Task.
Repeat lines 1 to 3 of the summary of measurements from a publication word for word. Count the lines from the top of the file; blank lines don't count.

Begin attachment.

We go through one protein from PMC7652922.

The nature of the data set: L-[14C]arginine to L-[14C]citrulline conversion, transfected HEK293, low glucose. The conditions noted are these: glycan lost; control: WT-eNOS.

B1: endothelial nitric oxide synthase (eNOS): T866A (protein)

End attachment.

We go through one protein from PMC7652922.

The nature of the data set: L-[14C]arginine to L-[14C]citrulline conversion, transfected HEK293, low glucose. The conditions noted are these: glycan lost; control: WT-eNOS.

B1: endothelial nitric oxide synthase (eNOS): T866A (protein)